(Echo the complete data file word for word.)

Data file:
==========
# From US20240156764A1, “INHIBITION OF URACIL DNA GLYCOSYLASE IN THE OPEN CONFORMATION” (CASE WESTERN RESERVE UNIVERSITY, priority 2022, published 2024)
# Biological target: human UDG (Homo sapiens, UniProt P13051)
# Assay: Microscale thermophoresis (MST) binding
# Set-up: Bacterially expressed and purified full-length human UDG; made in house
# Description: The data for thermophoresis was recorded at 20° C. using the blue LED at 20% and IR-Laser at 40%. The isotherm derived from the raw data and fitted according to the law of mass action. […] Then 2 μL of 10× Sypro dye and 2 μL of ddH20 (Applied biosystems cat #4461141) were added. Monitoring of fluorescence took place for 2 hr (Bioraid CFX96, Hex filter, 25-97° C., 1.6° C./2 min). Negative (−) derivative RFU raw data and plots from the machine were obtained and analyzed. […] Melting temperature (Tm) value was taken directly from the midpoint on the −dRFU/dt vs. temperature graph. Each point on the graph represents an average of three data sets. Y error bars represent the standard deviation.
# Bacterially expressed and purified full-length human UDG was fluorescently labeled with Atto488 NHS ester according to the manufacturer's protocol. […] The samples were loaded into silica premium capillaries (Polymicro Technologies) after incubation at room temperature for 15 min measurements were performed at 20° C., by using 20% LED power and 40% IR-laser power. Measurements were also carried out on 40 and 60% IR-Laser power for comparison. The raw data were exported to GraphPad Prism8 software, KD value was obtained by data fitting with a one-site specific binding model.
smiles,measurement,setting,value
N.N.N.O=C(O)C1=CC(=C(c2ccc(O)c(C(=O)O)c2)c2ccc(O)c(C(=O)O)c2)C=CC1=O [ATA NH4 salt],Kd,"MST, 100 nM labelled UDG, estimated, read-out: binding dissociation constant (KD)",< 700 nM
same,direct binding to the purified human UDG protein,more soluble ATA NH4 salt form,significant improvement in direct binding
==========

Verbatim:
# From US20240156764A1, “INHIBITION OF URACIL DNA GLYCOSYLASE IN THE OPEN CONFORMATION” (CASE WESTERN RESERVE UNIVERSITY, priority 2022, published 2024)
# Biological target: human UDG (Homo sapiens, UniProt P13051)
# Assay: Microscale thermophoresis (MST) binding
# Set-up: Bacterially expressed and purified full-length human UDG; made in house
# Description: The data for thermophoresis was recorded at 20° C. using the blue LED at 20% and IR-Laser at 40%. The isotherm derived from the raw data and fitted according to the law of mass action. […] Then 2 μL of 10× Sypro dye and 2 μL of ddH20 (Applied biosystems cat #4461141) were added. Monitoring of fluorescence took place for 2 hr (Bioraid CFX96, Hex filter, 25-97° C., 1.6° C./2 min). Negative (−) derivative RFU raw data and plots from the machine were obtained and analyzed. […] Melting temperature (Tm) value was taken directly from the midpoint on the −dRFU/dt vs. temperature graph. Each point on the graph represents an average of three data sets. Y error bars represent the standard deviation.
# Bacterially expressed and purified full-length human UDG was fluorescently labeled with Atto488 NHS ester according to the manufacturer's protocol. […] The samples were loaded into silica premium capillaries (Polymicro Technologies) after incubation at room temperature for 15 min measurements were performed at 20° C., by using 20% LED power and 40% IR-laser power. Measurements were also carried out on 40 and 60% IR-Laser power for comparison. The raw data were exported to GraphPad Prism8 software, KD value was obtained by data fitting with a one-site specific binding model.
smiles,measurement,setting,value
N.N.N.O=C(O)C1=CC(=C(c2ccc(O)c(C(=O)O)c2)c2ccc(O)c(C(=O)O)c2)C=CC1=O [ATA NH4 salt],Kd,"MST, 100 nM labelled UDG, estimated, read-out: binding dissociation constant (KD)",< 700 nM
same,direct binding to the purified human UDG protein,more soluble ATA NH4 salt form,significant improvement in direct binding